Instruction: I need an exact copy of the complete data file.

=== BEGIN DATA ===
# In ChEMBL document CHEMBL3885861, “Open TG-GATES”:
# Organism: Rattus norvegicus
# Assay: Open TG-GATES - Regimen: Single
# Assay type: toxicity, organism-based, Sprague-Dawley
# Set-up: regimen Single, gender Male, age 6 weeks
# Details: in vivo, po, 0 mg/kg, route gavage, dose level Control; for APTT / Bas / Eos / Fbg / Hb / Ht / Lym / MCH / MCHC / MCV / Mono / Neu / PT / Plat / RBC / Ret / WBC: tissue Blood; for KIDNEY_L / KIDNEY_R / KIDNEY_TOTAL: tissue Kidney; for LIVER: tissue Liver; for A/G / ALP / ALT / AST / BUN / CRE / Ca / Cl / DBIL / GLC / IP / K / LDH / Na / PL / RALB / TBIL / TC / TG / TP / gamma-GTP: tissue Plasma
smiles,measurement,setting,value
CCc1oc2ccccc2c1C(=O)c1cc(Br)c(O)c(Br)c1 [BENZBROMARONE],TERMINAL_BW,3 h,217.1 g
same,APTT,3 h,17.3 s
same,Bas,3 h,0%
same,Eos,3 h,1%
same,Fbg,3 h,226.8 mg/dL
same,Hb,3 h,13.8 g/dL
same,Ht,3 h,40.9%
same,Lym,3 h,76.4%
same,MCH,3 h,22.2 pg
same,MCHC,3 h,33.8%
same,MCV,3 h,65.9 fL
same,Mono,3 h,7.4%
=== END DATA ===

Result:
# In ChEMBL document CHEMBL3885861, “Open TG-GATES”:
# Organism: Rattus norvegicus
# Assay: Open TG-GATES - Regimen: Single
# Assay type: toxicity, organism-based, Sprague-Dawley
# Set-up: regimen Single, gender Male, age 6 weeks
# Details: in vivo, po, 0 mg/kg, route gavage, dose level Control; for APTT / Bas / Eos / Fbg / Hb / Ht / Lym / MCH / MCHC / MCV / Mono / Neu / PT / Plat / RBC / Ret / WBC: tissue Blood; for KIDNEY_L / KIDNEY_R / KIDNEY_TOTAL: tissue Kidney; for LIVER: tissue Liver; for A/G / ALP / ALT / AST / BUN / CRE / Ca / Cl / DBIL / GLC / IP / K / LDH / Na / PL / RALB / TBIL / TC / TG / TP / gamma-GTP: tissue Plasma
smiles,measurement,setting,value
CCc1oc2ccccc2c1C(=O)c1cc(Br)c(O)c(Br)c1 [BENZBROMARONE],TERMINAL_BW,3 h,217.1 g
same,APTT,3 h,17.3 s
same,Bas,3 h,0%
same,Eos,3 h,1%
same,Fbg,3 h,226.8 mg/dL
same,Hb,3 h,13.8 g/dL
same,Ht,3 h,40.9%
same,Lym,3 h,76.4%
same,MCH,3 h,22.2 pg
same,MCHC,3 h,33.8%
same,MCV,3 h,65.9 fL
same,Mono,3 h,7.4%